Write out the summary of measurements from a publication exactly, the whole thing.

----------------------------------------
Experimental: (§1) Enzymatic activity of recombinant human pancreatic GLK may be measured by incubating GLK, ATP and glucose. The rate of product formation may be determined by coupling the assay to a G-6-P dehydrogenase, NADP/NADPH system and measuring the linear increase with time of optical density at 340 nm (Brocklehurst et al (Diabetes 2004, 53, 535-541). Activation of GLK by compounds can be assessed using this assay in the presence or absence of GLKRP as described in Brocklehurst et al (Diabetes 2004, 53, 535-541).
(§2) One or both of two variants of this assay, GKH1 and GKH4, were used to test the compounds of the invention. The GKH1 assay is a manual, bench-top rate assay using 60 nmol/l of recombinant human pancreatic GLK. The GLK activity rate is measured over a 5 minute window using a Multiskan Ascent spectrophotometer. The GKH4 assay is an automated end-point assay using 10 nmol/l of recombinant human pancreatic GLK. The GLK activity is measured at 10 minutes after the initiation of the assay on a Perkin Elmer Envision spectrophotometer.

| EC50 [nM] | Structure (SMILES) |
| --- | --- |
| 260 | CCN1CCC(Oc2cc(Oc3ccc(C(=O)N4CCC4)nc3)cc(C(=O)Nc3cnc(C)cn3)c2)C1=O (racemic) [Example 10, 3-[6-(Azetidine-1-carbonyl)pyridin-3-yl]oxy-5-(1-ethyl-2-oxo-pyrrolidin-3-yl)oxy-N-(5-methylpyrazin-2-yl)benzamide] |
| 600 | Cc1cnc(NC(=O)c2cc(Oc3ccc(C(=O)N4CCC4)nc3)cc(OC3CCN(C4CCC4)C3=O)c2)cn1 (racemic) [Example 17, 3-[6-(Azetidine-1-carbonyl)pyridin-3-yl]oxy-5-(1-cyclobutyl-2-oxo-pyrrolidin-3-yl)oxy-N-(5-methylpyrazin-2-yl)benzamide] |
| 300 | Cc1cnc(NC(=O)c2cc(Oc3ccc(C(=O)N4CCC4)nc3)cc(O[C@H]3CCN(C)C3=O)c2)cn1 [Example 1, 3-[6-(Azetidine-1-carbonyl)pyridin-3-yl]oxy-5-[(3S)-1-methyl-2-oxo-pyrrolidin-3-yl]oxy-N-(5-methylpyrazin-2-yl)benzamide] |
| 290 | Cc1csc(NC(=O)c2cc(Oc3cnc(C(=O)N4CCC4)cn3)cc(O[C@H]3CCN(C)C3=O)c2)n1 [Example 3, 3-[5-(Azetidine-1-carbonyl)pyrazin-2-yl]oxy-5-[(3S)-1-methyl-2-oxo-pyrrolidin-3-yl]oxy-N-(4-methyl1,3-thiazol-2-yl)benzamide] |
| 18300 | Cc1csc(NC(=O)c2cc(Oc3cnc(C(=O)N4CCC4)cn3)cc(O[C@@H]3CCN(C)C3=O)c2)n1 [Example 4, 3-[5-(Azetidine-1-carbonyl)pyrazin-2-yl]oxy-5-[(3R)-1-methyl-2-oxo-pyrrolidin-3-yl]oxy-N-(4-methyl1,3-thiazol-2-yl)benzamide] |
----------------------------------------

Experimental: (§1) Enzymatic activity of recombinant human pancreatic GLK may be measured by incubating GLK, ATP and glucose. The rate of product formation may be determined by coupling the assay to a G-6-P dehydrogenase, NADP/NADPH system and measuring the linear increase with time of optical density at 340 nm (Brocklehurst et al (Diabetes 2004, 53, 535-541). Activation of GLK by compounds can be assessed using this assay in the presence or absence of GLKRP as described in Brocklehurst et al (Diabetes 2004, 53, 535-541).
(§2) One or both of two variants of this assay, GKH1 and GKH4, were used to test the compounds of the invention. The GKH1 assay is a manual, bench-top rate assay using 60 nmol/l of recombinant human pancreatic GLK. The GLK activity rate is measured over a 5 minute window using a Multiskan Ascent spectrophotometer. The GKH4 assay is an automated end-point assay using 10 nmol/l of recombinant human pancreatic GLK. The GLK activity is measured at 10 minutes after the initiation of the assay on a Perkin Elmer Envision spectrophotometer.

| EC50 [nM] | Structure (SMILES) |
| --- | --- |
| 260 | CCN1CCC(Oc2cc(Oc3ccc(C(=O)N4CCC4)nc3)cc(C(=O)Nc3cnc(C)cn3)c2)C1=O (racemic) [Example 10, 3-[6-(Azetidine-1-carbonyl)pyridin-3-yl]oxy-5-(1-ethyl-2-oxo-pyrrolidin-3-yl)oxy-N-(5-methylpyrazin-2-yl)benzamide] |
| 600 | Cc1cnc(NC(=O)c2cc(Oc3ccc(C(=O)N4CCC4)nc3)cc(OC3CCN(C4CCC4)C3=O)c2)cn1 (racemic) [Example 17, 3-[6-(Azetidine-1-carbonyl)pyridin-3-yl]oxy-5-(1-cyclobutyl-2-oxo-pyrrolidin-3-yl)oxy-N-(5-methylpyrazin-2-yl)benzamide] |
| 300 | Cc1cnc(NC(=O)c2cc(Oc3ccc(C(=O)N4CCC4)nc3)cc(O[C@H]3CCN(C)C3=O)c2)cn1 [Example 1, 3-[6-(Azetidine-1-carbonyl)pyridin-3-yl]oxy-5-[(3S)-1-methyl-2-oxo-pyrrolidin-3-yl]oxy-N-(5-methylpyrazin-2-yl)benzamide] |
| 290 | Cc1csc(NC(=O)c2cc(Oc3cnc(C(=O)N4CCC4)cn3)cc(O[C@H]3CCN(C)C3=O)c2)n1 [Example 3, 3-[5-(Azetidine-1-carbonyl)pyrazin-2-yl]oxy-5-[(3S)-1-methyl-2-oxo-pyrrolidin-3-yl]oxy-N-(4-methyl1,3-thiazol-2-yl)benzamide] |
| 18300 | Cc1csc(NC(=O)c2cc(Oc3cnc(C(=O)N4CCC4)cn3)cc(O[C@@H]3CCN(C)C3=O)c2)n1 [Example 4, 3-[5-(Azetidine-1-carbonyl)pyrazin-2-yl]oxy-5-[(3R)-1-methyl-2-oxo-pyrrolidin-3-yl]oxy-N-(4-methyl1,3-thiazol-2-yl)benzamide] |